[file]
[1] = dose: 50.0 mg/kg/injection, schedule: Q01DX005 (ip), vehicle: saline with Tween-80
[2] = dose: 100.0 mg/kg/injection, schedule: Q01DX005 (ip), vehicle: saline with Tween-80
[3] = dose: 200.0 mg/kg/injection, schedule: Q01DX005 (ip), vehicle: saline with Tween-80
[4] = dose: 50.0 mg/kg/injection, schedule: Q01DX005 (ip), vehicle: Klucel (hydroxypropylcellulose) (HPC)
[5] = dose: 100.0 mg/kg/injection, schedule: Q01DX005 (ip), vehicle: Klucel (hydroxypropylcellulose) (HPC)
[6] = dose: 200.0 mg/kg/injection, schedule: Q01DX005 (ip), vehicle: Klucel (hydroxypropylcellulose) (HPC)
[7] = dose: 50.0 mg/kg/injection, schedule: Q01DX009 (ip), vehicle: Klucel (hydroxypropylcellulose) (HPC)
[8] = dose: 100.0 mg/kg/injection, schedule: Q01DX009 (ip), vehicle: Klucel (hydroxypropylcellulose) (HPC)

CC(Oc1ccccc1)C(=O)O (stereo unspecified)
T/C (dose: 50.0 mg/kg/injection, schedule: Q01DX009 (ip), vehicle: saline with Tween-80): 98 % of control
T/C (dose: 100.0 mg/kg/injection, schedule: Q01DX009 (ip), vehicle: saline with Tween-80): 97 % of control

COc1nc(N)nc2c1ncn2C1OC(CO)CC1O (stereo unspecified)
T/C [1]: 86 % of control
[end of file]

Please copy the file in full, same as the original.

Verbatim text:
[1] = dose: 50.0 mg/kg/injection, schedule: Q01DX005 (ip), vehicle: saline with Tween-80
[2] = dose: 100.0 mg/kg/injection, schedule: Q01DX005 (ip), vehicle: saline with Tween-80
[3] = dose: 200.0 mg/kg/injection, schedule: Q01DX005 (ip), vehicle: saline with Tween-80
[4] = dose: 50.0 mg/kg/injection, schedule: Q01DX005 (ip), vehicle: Klucel (hydroxypropylcellulose) (HPC)
[5] = dose: 100.0 mg/kg/injection, schedule: Q01DX005 (ip), vehicle: Klucel (hydroxypropylcellulose) (HPC)
[6] = dose: 200.0 mg/kg/injection, schedule: Q01DX005 (ip), vehicle: Klucel (hydroxypropylcellulose) (HPC)
[7] = dose: 50.0 mg/kg/injection, schedule: Q01DX009 (ip), vehicle: Klucel (hydroxypropylcellulose) (HPC)
[8] = dose: 100.0 mg/kg/injection, schedule: Q01DX009 (ip), vehicle: Klucel (hydroxypropylcellulose) (HPC)

CC(Oc1ccccc1)C(=O)O (stereo unspecified)
T/C (dose: 50.0 mg/kg/injection, schedule: Q01DX009 (ip), vehicle: saline with Tween-80): 98 % of control
T/C (dose: 100.0 mg/kg/injection, schedule: Q01DX009 (ip), vehicle: saline with Tween-80): 97 % of control

COc1nc(N)nc2c1ncn2C1OC(CO)CC1O (stereo unspecified)
T/C [1]: 86 % of control